Received 10 Year Green Card Instead Of 2 Year
Some individuals may wonder whether they should apply for the ten-year green card or stick with the two-year green card and wait until their ten-year green card comes around.
The ten-year green card application has only been available since March of 2015, so it’s still a newer option than the standard two-year green card application that many have come to know and love (including yours truly).
All that said, there’s a few important differences between the two solutions that you should be aware of, so here’s our view on the subject.
The Two Years Is a Waste
If you receive a ten-year green card, you can live and work in the United States for ten years without renewing your status.
On the other hand, a two-year green card requires that you renew your status every two years. In my opinion, the two years are a waste because you must go through renewing your status every two years, which can be a hassle.
Plus, if you have a ten-year green card, you can always renew it after ten years. When you get a two-year green card, there is no way to extend or renew it. It expires after two years unless you apply for an extension.
I recommend getting a ten-year green card instead of a two-year one because you don’t have to worry about renewing your status and risking forgetting the deadline.
You also have more time with your family here in the U.S., which is essential when living abroad and many Americans who want to visit their families on holidays.
Lastly, suppose you want to move back home at any point during these ten years. In that case, it’s straightforward since you need to wait until you’re eligible for citizenship again before applying.
Time to Celebrate!
You’ve finally done it. You’ve received your green card! Now the real work begins. But before, let us pause to recognize your accomplishment.
This document gives you the right to live and work permanently in the United States. It’s significant! And it opens up a plethora of opportunities for your future.
So what’s next?
If you received a ten-year green card, you’re in luck. A green card allows anyone to live and work in the United States for ten years before having to renew it.
Plus, if you ever want to become a U.S. citizens, having a ten-year green card makes that process easier.
If you earned a two-year green card, you will need to renew it every two years.
And Now, the Fun Part…
The next step is to start writing your business plan! This is where you’ll lay out your goals, strategies, and what you need to do to make your business a reality.
Real Estate & Investments
A ten-year green card is the better option if you’re looking to invest in real estate or other long-term investments.
This is because it allows you to stay in the United States for more extended periods without renewing your status.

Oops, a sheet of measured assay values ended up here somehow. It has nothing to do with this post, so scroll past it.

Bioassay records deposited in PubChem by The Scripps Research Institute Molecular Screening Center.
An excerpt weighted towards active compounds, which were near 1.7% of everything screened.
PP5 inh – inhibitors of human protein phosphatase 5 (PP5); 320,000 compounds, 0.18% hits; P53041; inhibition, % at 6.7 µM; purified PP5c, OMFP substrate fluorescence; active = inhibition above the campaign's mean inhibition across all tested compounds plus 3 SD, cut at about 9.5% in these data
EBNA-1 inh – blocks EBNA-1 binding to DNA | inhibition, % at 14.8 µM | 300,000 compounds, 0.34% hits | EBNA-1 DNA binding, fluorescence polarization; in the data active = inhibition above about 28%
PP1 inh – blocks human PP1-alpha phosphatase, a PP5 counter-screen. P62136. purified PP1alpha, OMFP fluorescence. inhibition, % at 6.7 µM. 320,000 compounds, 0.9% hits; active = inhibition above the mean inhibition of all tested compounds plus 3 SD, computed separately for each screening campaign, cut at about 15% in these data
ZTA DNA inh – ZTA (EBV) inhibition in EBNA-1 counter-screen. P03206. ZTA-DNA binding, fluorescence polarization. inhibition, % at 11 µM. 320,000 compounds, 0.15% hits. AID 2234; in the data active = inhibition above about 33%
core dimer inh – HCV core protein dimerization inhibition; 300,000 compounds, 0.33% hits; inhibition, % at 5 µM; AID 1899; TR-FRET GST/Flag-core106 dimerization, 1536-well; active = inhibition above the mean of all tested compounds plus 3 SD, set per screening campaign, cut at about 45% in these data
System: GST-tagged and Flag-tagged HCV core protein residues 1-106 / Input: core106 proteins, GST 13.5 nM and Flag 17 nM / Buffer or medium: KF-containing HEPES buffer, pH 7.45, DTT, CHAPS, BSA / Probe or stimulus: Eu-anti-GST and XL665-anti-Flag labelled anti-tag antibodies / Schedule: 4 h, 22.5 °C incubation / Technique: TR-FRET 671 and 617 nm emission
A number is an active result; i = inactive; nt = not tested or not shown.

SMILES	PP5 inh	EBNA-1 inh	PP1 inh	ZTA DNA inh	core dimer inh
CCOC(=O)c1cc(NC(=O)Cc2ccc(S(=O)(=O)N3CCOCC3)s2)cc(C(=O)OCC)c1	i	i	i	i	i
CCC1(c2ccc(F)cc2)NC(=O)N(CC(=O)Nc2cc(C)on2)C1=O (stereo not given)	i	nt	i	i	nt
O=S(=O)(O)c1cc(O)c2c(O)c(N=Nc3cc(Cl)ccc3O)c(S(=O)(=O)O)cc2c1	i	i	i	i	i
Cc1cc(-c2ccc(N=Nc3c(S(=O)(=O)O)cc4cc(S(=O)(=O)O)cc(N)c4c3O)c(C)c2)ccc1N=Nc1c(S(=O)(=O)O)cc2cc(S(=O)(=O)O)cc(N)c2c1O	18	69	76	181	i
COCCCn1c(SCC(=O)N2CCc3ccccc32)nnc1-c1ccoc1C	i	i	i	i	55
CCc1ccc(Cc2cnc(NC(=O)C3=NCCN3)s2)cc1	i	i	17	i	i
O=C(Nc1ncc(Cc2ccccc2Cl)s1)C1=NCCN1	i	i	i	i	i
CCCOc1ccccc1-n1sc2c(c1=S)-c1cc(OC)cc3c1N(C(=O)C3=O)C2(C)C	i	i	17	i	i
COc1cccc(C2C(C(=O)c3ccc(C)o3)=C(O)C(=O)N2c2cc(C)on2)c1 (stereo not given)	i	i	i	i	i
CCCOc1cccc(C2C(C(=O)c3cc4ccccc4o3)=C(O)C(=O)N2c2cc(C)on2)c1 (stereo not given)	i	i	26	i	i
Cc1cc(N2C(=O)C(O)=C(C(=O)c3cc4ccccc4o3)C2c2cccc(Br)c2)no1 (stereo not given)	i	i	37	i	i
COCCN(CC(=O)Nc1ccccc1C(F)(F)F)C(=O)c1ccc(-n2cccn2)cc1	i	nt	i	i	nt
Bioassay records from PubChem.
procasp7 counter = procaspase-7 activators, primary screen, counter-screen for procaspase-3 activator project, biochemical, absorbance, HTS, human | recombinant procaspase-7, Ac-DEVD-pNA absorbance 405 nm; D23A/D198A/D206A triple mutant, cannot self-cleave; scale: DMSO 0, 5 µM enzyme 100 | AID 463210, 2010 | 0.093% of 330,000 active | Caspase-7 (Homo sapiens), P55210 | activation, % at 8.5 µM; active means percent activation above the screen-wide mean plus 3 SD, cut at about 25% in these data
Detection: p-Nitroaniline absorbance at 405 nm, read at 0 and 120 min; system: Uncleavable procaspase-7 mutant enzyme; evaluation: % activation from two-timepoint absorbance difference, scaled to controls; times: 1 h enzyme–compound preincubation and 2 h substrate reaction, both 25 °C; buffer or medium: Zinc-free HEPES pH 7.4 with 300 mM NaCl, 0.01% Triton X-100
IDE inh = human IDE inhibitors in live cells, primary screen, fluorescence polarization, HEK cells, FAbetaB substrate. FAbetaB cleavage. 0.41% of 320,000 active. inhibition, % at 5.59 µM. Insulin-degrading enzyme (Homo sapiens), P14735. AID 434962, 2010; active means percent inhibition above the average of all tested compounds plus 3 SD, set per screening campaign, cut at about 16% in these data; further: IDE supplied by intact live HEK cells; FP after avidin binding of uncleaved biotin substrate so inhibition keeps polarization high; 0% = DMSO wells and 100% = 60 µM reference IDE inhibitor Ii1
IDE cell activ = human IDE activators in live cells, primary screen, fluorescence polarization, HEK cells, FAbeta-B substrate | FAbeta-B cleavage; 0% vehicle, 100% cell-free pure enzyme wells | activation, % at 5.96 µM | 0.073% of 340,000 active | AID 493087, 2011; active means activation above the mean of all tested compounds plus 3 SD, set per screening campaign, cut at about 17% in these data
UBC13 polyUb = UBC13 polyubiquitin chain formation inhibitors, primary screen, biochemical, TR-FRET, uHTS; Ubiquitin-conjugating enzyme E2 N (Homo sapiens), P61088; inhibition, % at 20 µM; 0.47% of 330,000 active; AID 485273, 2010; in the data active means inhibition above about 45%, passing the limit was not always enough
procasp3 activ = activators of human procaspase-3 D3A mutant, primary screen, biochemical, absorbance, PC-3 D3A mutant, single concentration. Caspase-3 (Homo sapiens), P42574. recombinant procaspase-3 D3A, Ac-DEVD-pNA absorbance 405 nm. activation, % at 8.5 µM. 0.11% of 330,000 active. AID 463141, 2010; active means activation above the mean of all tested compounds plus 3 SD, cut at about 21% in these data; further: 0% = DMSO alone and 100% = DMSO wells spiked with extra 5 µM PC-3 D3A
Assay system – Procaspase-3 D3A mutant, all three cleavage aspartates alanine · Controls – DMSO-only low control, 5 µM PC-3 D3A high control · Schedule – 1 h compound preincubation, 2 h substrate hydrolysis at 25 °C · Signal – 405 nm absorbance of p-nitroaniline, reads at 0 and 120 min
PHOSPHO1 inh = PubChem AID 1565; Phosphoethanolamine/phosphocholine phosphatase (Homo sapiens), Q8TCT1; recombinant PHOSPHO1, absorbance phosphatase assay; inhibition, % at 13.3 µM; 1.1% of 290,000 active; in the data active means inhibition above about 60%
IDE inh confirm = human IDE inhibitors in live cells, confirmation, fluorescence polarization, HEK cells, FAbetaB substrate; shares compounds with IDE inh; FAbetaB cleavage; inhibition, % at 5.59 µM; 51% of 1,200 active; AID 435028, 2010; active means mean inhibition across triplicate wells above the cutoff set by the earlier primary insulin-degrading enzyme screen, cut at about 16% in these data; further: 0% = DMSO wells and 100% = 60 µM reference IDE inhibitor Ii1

Additionally, a ten-year green card allows you to apply for citizenship after five years.
A 2-year green card will allow you to apply for citizenship after three years, but if you want to avoid going through the whole process again once your two-year green card expires, then getting a ten-year green card might be worth considering.
The Financial Benefits of Having a Ten-Year Visa
A ten-year visa entitles the holder to many financial benefits that a two-year visa does not.
For one, a ten-year visa allows the holder to apply for a Social Security number, allowing the holder to open a bank account and receive credit.
Additionally, a ten-year visa holder can apply for a driver’s license and professional and student licenses.
Finally, a ten-year visa allows holders to invest in property and start their own business.
A Change in Thinking Is Not Always Bad
It can be disconcerting to think that the U.S. the government has issued you a 10-year green card instead of the usual two-year one.
After all, doesn’t this mean they think you’re going to stay here for a more extended period; But a change in thinking is not always bad, and in this case, it could be pretty good for you.
A 10-year green card means you won’t have to worry about applying every few years to maintain your status.
You’ll be on a renewable temporary visa, which will give you plenty of time to find out if life in America is what you want.
If it isn’t, then the lack of restrictions will allow you the freedom to move back home and pursue other options with ease.
Will I Need to File Taxes with an H1B visa?
You must file taxes if you are a resident alien for tax purposes and have an H1B visa. You will not need to file taxes if you are a nonresident alien.
However, if you change your status to a resident alien, you must file taxes. The best way to determine your tax filing status is to consult a tax professional.
In general, H1B visa holders must file taxes if they are U.S. residents and meet the following requirements:
- They lived in the United States for more than 183 days during the current year or 183 days during the three previous years.
- They received earned income from working in the United States that was more than $3,300 (or $5,400 for those who have a qualifying child)
In the end, there are pros and cons to the ten-year and two-year green cards. It depends on your specific situation as to which one is better for you.
If you think you must travel back to your home country frequently, then the ten-year green card may be a better option. However, if you think you can commit to staying in the U.S. for at least two years, then the two-year green card may be a better option.